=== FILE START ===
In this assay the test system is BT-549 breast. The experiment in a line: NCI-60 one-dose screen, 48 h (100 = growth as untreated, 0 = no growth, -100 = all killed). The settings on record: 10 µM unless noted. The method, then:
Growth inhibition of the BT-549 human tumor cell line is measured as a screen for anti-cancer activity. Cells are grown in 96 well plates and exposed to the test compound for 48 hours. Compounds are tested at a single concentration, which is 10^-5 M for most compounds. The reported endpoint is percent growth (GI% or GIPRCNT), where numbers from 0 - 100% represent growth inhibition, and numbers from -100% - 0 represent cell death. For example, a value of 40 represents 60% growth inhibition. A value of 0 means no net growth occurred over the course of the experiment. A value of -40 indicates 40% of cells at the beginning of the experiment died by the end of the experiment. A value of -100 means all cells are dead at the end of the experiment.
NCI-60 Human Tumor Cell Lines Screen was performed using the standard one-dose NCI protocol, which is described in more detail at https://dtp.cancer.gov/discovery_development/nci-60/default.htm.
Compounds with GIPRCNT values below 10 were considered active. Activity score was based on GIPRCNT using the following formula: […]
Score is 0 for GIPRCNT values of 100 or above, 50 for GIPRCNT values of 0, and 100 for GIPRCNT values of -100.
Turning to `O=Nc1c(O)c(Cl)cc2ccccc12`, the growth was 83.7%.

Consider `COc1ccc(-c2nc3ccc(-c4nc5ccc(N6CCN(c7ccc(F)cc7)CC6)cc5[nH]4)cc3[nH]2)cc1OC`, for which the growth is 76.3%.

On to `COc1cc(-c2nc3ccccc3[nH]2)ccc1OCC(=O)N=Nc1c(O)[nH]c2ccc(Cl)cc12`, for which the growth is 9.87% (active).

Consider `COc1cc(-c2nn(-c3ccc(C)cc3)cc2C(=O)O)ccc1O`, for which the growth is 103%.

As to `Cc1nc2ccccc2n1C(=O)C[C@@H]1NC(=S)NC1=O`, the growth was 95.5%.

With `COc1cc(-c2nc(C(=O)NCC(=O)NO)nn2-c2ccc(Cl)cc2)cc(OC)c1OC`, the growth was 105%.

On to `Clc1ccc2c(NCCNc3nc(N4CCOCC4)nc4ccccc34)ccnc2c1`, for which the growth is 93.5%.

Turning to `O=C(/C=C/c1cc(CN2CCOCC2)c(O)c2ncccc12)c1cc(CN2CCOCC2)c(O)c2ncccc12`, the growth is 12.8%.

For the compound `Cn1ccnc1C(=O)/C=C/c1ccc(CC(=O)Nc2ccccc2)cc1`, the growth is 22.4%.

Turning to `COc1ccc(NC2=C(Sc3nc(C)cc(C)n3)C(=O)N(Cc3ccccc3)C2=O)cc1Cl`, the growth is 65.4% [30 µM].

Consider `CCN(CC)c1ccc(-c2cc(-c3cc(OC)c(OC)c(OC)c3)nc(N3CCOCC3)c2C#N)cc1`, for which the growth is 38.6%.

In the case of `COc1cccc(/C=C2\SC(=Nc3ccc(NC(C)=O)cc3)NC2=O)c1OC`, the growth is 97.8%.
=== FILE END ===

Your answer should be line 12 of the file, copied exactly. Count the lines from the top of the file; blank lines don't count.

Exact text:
On to `Clc1ccc2c(NCCNc3nc(N4CCOCC4)nc4ccccc34)ccnc2c1`, for which the growth is 93.5%.